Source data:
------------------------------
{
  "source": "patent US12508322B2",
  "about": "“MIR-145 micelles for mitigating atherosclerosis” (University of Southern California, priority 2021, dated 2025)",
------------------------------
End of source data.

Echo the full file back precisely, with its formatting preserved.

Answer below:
{
  "source": "patent US12508322B2",
  "about": "“MIR-145 micelles for mitigating atherosclerosis” (University of Southern California, priority 2021, dated 2025)",